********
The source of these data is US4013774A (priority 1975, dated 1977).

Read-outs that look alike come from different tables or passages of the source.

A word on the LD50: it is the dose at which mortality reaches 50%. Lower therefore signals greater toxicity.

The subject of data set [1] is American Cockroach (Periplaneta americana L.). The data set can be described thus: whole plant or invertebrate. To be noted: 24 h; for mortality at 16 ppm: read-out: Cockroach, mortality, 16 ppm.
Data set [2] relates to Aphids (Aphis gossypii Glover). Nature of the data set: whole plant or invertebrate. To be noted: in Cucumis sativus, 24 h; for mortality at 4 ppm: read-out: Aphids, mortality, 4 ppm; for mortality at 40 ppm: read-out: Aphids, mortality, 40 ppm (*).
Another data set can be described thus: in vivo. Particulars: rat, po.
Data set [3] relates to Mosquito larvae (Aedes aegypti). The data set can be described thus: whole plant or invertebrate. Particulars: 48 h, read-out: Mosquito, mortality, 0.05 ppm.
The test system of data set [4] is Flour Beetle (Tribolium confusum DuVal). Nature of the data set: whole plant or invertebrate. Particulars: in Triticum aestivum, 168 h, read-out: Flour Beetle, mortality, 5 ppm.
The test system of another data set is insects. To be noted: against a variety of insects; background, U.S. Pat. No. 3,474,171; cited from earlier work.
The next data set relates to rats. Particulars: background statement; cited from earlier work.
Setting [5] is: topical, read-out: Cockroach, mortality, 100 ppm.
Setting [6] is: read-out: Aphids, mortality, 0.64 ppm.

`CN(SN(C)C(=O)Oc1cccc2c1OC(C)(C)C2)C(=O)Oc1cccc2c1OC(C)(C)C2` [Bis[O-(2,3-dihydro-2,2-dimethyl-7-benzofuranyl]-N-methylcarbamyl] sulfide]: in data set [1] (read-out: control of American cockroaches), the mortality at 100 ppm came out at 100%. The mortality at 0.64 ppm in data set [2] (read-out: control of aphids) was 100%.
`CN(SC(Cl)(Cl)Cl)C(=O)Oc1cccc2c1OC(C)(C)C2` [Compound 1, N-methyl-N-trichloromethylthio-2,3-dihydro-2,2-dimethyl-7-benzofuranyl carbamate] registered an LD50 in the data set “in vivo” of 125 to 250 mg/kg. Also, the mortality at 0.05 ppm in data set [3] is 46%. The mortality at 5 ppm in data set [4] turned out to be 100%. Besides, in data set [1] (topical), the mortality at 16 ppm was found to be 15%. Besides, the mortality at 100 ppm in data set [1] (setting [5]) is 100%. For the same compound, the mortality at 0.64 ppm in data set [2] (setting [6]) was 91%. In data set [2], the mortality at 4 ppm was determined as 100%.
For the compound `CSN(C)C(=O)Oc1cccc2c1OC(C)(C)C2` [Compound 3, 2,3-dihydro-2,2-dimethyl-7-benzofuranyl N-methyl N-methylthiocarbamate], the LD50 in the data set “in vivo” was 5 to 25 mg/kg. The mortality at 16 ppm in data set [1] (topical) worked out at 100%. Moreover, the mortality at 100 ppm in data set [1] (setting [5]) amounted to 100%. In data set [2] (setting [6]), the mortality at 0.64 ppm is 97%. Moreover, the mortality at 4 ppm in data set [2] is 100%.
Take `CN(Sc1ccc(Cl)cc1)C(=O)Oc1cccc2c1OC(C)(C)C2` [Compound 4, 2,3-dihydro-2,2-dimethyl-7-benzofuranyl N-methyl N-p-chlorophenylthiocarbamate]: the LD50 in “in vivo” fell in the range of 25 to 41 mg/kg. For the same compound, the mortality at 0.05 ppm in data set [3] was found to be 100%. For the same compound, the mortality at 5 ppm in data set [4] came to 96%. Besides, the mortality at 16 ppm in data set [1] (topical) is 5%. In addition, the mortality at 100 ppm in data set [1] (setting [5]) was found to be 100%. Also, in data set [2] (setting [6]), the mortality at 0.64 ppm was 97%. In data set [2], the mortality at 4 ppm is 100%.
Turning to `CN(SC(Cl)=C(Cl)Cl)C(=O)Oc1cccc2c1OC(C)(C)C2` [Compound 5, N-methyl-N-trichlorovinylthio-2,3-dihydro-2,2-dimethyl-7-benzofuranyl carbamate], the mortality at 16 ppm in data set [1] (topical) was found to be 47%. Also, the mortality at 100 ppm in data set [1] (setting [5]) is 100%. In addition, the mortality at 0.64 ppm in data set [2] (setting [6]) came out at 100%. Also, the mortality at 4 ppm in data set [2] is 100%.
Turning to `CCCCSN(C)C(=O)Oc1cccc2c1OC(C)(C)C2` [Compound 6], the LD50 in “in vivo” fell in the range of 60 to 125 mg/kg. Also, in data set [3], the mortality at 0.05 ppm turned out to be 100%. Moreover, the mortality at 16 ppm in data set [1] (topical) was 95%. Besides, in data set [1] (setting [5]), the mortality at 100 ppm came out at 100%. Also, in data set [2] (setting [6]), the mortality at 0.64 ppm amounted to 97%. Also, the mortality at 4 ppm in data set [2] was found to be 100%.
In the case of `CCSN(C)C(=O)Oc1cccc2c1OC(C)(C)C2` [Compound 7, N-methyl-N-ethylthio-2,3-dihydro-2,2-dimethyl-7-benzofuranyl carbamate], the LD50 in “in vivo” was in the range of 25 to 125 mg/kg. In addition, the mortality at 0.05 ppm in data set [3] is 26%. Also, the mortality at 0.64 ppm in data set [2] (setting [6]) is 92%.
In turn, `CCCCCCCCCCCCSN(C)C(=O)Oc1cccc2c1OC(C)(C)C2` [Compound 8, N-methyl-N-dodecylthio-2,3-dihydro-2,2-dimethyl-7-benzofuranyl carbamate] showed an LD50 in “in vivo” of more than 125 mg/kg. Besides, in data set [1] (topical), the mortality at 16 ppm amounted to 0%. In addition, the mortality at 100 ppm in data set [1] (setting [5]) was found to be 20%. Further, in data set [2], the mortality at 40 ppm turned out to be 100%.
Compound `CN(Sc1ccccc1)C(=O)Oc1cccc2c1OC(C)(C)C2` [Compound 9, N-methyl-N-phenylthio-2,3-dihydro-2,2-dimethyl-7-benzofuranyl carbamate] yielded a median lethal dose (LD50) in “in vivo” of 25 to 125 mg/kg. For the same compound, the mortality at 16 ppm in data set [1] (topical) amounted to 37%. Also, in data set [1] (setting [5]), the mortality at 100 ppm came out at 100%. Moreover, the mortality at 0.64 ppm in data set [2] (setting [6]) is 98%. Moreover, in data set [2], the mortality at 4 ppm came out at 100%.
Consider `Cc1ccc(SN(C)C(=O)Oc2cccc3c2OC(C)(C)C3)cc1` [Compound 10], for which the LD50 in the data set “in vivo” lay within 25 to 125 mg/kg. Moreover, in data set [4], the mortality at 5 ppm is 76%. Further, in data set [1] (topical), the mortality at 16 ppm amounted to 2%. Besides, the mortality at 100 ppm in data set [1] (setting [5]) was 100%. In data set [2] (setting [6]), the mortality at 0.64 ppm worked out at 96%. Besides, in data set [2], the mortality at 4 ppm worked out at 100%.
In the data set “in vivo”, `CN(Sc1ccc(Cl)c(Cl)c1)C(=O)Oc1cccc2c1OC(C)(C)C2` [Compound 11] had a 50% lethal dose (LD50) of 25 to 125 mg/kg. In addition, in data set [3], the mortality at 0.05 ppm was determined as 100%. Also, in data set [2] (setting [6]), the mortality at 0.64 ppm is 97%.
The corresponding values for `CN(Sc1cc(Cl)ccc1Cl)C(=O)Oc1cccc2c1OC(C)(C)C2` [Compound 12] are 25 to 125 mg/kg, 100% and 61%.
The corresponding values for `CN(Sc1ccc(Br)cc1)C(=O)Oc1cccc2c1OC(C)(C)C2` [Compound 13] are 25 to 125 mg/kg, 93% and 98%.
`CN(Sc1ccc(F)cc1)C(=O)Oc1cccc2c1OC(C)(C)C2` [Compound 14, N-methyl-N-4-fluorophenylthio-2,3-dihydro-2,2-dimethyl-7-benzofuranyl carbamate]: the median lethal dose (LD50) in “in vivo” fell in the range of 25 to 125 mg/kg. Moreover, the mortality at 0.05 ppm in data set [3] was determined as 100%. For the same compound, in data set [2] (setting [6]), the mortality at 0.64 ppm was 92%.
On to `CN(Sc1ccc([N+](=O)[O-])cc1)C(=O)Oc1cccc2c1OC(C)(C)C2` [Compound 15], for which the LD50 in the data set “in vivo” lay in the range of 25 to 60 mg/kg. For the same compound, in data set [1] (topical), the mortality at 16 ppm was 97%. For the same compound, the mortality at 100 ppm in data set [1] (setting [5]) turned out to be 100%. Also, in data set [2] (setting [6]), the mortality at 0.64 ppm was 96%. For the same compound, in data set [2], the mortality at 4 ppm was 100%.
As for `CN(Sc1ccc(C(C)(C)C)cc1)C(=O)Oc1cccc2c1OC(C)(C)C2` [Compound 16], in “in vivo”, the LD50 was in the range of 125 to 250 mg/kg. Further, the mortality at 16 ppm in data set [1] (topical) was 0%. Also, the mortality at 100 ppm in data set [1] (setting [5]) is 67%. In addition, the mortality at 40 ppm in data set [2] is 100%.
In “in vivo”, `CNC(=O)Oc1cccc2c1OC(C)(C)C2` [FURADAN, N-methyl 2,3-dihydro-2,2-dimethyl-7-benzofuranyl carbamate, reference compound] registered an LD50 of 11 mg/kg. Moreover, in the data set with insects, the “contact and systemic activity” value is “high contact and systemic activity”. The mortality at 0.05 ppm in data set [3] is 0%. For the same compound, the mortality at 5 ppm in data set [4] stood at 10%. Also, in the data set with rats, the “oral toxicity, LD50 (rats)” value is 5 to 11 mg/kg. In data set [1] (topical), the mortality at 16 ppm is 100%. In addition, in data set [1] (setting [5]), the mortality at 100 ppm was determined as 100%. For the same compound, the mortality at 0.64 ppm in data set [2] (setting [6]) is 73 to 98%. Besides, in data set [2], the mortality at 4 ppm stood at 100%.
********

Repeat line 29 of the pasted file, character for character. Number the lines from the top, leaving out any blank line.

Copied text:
In “in vivo”, `CNC(=O)Oc1cccc2c1OC(C)(C)C2` [FURADAN, N-methyl 2,3-dihydro-2,2-dimethyl-7-benzofuranyl carbamate, reference compound] registered an LD50 of 11 mg/kg. Moreover, in the data set with insects, the “contact and systemic activity” value is “high contact and systemic activity”. The mortality at 0.05 ppm in data set [3] is 0%. For the same compound, the mortality at 5 ppm in data set [4] stood at 10%. Also, in the data set with rats, the “oral toxicity, LD50 (rats)” value is 5 to 11 mg/kg. In data set [1] (topical), the mortality at 16 ppm is 100%. In addition, in data set [1] (setting [5]), the mortality at 100 ppm was determined as 100%. For the same compound, the mortality at 0.64 ppm in data set [2] (setting [6]) is 73 to 98%. Besides, in data set [2], the mortality at 4 ppm stood at 100%.